The first question, of course, is whether "Basic Instinct" is really as sleazy and violent as all the pre-release hype would have us believe? Oh, yes, it's very sleazy and it's quite violent.
The second question is about the film's R rating - is it really the hardest R yet? No, not really. But that's hardly a recommendation.The film opens with a graphic sex scene that culminates with a vicious murder, as the woman, whose face is obscured by her hair, wildly stabs the man with an icepick, over and over as blood spurts everywhere.
The next morning we meet the film's central character, a San Francisco homicide detective who is part of the team investigating the murder, played with sullen brooding by Michael Douglas.
He's a former cocaine addict and alcoholic who accidentally shot and killed a tourist couple when they got in the line of fire during a drug bust. His nickname, "Shooter," is spoken with a condescending air by members of Internal Affairs, which is still watching him.
Douglas is also having an affair with the police psychologist (Jeanne Tripplehorn) who is evaluating him, and in one scene takes her home and rapes her. Or is it merely consensual rough sex? The distinction isn't very clear and sets the tone for similarly sleazy moments that will also lack definition.
The icepick murder victim was a retired, respected rock star, whose girlfriend, a rich, bisexual author of murder mysteries, is the prime suspect. She is played with ice-queen coolness by Sharon Stone, best-known as Arnold Schwarzenegger's wife in the first portion of "Total Recall."
Douglas and his good-ol'-boy partner (George Dzundza) are sent out to Stone's home and there is an immediate connection between Douglas and Stone. Soon, Douglas discovers that Stone knows all about him and is using him as a model for the protagonist in her new novel (called "Shooter").
What's more, Stone's latest book is about a rock star who is murdered with an icepick. Did she copy her book and commit murder? Is the book an alibi - after all, who would be so dumb as to copy her own book and be an automatic suspect?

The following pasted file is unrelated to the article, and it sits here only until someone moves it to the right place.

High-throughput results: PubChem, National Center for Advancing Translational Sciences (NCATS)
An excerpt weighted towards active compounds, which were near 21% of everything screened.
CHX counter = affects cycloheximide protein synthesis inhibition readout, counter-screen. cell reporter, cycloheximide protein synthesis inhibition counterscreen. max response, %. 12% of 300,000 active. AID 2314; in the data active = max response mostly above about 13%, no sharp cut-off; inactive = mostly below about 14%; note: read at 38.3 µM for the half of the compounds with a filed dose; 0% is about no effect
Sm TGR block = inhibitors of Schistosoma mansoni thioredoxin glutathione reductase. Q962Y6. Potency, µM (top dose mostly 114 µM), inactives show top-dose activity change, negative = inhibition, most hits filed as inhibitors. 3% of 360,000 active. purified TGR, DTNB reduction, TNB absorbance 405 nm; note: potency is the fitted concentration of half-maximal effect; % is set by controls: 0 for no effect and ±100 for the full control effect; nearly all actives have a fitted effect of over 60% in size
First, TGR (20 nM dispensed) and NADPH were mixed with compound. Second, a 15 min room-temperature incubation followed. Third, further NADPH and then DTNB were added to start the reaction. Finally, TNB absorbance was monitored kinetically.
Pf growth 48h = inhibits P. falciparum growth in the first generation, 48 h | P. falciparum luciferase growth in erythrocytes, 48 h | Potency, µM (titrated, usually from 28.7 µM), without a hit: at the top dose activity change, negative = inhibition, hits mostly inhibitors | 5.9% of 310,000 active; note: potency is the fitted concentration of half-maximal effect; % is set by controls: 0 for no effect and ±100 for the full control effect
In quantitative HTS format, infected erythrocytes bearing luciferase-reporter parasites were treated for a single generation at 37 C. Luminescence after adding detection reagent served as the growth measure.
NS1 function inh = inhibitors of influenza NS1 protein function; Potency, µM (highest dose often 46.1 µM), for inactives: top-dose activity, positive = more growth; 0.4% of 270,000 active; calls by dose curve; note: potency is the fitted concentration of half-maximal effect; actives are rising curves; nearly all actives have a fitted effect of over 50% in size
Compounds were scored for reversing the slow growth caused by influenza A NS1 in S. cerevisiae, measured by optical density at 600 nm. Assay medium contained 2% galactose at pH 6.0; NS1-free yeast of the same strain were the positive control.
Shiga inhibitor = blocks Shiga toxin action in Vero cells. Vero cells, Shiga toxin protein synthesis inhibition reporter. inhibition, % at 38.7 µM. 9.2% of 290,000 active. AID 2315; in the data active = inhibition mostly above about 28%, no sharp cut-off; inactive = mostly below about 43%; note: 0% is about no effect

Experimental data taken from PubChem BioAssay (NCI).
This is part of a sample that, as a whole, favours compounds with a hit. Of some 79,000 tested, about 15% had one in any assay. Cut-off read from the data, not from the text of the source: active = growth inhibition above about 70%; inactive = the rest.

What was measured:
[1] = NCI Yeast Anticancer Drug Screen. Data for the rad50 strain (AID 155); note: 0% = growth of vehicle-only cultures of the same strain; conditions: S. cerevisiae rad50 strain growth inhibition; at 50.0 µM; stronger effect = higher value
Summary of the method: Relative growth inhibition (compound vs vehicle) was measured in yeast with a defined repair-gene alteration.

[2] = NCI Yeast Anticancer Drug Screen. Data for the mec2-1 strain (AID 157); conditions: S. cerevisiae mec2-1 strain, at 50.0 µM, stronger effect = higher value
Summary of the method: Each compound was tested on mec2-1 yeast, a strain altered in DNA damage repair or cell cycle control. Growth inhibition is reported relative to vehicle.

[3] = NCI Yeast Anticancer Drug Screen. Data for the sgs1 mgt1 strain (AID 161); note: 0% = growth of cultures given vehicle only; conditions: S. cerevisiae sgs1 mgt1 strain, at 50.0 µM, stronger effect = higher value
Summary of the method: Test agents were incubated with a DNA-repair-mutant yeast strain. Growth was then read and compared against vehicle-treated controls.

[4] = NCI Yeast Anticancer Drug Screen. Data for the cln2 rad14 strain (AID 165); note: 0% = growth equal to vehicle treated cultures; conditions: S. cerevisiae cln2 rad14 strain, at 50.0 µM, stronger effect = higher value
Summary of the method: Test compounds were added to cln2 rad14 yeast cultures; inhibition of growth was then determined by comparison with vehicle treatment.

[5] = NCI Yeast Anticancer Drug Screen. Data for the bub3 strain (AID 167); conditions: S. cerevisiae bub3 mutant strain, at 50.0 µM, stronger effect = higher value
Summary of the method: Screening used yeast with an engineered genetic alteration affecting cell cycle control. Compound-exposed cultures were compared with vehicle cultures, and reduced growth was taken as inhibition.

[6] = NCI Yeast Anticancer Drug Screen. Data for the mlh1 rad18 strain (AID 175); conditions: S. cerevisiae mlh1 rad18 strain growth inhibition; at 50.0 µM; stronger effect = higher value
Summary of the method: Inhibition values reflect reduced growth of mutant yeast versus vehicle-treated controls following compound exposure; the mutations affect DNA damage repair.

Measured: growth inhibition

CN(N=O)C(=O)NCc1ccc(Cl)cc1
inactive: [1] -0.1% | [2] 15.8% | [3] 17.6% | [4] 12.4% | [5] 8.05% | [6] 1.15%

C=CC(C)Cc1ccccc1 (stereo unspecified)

All of this leads to wild car chases that may remind movie fans of "Bullitt," San Francisco settings that bring to mind "Vertigo" and, as Stone's character becomes more of an enigma, a character that echoes Kim Novak or Tippi Hedren in Alfred Hitchcock's later thrillers. (Even Jerry Goldsmith's over-the-top, but ingratiating score brings to mind Bernard Herr-mann, who did the music for many a Hitchcock classic.)
Director Paul Verhoeven ("Total Recall," "RoboCop") is a slick technician (though the swooping crane shots get to be a bit obvious), and there are some exciting and striking moments in "Basic Instinct." But the script, by Joe Eszterhaus (which reportedly got Hollywood into a bidding war and ultimately sold for the record-breaking price of $3 million), is a rag-tag mishmash that recycles everything from "Dressed to Kill" and "Body Heat" to "Cruising" and even Eszterhaus' own "Jagged Edge."
The performances here are not particularly noteworthy, with the possible exception of Stone. I've never found her particularly convincing in her other films; she's a bit too aloof and distanced. But here, those traits seem to work for the character. It's just too bad the character is so exploitative - she spends much of the movie in the buff.
As for the controversy concerning lesbian characters in the film - are they exploited as man-hating, masculine stereotypes? Yes, but on the other hand, other characters are equally exploited stereotypes - police, psychologists, even men in general. Nobody comes off as sympathetic in this picture.
In the end, "Basic Instinct" is tedious and tiresome. The mystery isn't all that mysterious and the plot points become more and more predictable. (It's quite easy to tick off who's going to die and when.)
It's hard to believe that every studio in Hollywood thought this was a screenplay worth $3 million.
"Basic Instinct" is rated R for considerable violence, sex, nudity and profanity.